Georgia's rebel TV station loses property
“On January 22, the Prosecutor General's office applied to the court, requesting that Badri Patarkatsishvili's property, including Imedi TV be frozen. The court satisfied the request,” said Dmitry Tikaradze, Tbilisi’s City Court press officer.
Patarkatsishvili, who is said to be the word's richest Georgian, is wanted for plotting acts of terrorism and attempting to overthrow the government.
The London-based tycoon was charged in absentia after recordings were released where the businessman talks of plans to stage unrest, and offers $US 100 million to secure the help of a senior interior ministry employee.
The frozen assets include troubled TV station Imedi. Imedi was raided and closed by the authorities following a day of clashes between police and demonstrators on November 7.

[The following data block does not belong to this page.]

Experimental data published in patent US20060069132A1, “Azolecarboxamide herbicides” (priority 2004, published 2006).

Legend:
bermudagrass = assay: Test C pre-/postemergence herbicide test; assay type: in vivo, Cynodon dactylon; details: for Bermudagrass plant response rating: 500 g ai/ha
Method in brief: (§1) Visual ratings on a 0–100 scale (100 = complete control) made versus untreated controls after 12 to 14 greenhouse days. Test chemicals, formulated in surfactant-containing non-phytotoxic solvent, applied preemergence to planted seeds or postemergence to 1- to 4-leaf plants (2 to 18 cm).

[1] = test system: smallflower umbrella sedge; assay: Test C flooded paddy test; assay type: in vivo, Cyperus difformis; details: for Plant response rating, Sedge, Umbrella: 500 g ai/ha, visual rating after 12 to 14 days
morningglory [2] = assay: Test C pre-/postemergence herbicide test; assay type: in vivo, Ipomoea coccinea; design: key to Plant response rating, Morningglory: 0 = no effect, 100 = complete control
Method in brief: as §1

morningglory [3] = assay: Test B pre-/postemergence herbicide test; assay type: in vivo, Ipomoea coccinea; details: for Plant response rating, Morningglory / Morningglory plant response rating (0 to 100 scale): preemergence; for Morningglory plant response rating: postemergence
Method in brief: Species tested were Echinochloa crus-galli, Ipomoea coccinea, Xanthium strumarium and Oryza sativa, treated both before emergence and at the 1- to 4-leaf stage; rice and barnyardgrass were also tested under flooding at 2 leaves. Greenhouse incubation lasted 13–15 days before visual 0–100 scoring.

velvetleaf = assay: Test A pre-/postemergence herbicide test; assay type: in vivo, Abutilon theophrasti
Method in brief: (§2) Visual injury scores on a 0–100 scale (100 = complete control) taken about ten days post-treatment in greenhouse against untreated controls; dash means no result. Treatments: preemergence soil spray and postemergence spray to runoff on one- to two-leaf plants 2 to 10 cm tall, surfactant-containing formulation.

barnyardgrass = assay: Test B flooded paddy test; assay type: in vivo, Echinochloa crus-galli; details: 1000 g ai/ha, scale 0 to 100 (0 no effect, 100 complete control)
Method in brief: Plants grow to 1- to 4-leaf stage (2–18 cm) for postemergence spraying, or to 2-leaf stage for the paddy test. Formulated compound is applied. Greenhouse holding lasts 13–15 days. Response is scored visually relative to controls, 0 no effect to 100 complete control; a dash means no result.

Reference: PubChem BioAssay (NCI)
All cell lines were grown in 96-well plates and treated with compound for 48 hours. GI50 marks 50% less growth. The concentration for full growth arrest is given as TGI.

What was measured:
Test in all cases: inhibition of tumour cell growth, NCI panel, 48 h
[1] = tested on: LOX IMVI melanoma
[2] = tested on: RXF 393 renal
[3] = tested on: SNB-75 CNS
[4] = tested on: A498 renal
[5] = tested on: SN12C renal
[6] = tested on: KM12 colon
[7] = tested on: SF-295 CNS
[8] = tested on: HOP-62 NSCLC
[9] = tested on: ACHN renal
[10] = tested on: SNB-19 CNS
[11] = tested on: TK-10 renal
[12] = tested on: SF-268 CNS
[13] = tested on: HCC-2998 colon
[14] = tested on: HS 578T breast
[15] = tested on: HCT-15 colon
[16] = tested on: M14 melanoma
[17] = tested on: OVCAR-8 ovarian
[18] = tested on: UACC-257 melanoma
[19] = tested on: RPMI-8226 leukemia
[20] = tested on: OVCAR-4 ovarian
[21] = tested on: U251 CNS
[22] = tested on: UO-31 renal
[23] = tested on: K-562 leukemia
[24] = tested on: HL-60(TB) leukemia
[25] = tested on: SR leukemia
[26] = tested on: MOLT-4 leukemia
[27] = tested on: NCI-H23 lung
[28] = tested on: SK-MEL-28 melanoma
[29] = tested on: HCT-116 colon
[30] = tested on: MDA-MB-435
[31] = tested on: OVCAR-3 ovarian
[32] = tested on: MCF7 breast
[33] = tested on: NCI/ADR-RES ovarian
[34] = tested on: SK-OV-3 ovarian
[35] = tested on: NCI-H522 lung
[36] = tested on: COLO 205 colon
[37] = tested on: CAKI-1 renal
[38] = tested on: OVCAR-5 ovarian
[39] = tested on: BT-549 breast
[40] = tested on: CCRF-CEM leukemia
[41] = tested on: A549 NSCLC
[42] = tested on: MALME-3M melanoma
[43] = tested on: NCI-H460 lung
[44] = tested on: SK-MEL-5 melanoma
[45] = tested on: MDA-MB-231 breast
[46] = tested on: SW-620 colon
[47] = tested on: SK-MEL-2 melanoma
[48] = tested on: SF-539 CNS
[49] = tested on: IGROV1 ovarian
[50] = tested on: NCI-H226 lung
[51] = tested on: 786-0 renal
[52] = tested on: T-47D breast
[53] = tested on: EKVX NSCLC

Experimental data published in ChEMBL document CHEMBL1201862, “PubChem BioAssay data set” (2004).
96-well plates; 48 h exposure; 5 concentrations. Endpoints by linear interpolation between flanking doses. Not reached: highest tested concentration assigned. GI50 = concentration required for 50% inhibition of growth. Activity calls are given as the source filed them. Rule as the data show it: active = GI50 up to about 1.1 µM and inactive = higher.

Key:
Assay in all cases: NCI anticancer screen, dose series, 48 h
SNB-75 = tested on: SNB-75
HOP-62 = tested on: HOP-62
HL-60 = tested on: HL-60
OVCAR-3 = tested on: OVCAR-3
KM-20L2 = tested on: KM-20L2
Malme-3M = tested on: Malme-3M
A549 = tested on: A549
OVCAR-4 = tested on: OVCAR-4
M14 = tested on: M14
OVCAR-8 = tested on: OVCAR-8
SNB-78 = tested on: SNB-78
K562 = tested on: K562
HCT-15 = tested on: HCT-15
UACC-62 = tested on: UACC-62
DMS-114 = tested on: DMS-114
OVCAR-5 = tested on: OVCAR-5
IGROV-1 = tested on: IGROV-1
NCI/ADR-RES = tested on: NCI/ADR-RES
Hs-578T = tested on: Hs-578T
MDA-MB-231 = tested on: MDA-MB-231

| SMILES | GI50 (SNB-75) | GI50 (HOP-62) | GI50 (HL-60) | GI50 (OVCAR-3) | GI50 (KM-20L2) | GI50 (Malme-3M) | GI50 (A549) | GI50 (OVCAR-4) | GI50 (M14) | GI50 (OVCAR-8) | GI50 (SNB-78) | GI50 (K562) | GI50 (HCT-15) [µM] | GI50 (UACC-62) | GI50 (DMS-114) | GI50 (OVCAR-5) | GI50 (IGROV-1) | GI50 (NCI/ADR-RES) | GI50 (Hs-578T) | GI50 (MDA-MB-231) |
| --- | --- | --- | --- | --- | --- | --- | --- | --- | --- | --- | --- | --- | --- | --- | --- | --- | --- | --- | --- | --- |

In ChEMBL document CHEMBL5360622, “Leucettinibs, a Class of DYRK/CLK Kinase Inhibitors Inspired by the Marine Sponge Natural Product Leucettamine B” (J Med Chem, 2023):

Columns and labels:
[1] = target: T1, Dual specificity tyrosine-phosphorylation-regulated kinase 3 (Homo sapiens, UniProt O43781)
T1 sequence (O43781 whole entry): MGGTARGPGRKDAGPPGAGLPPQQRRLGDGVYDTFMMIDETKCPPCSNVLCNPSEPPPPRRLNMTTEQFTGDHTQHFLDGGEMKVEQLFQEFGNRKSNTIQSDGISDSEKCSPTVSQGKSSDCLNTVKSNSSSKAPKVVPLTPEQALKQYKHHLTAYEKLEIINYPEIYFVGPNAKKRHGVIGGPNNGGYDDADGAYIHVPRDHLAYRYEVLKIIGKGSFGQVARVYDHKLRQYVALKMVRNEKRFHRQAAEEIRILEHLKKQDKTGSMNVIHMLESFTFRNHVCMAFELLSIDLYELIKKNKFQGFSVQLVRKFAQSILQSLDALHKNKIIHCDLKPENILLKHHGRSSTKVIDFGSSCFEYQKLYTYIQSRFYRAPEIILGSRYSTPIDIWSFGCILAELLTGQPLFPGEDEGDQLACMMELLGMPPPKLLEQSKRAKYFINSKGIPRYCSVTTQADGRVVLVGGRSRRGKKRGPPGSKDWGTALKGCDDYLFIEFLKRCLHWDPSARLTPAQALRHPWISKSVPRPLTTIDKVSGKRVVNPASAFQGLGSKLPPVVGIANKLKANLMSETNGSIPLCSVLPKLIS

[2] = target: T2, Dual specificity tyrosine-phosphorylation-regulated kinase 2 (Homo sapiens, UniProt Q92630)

Though the channel re-opened in December, many top journalists and other staff left the channel following news of the alleged coup plot.
Staff at the channel say they will start working again, if Patarkatsishvili sells his share to multinational News Corporation, which currently manages the channel. However, the court's decision to freeze the shares makes any transfer of ownership impossible.
Despite the court's decision, the headquarters of Imedi are still open, and staff are still working in preparation for resuming broadcasts.
As for Patarkatsishvili, the Georgian authorities say that if he comes back to Georgia, he will face trial.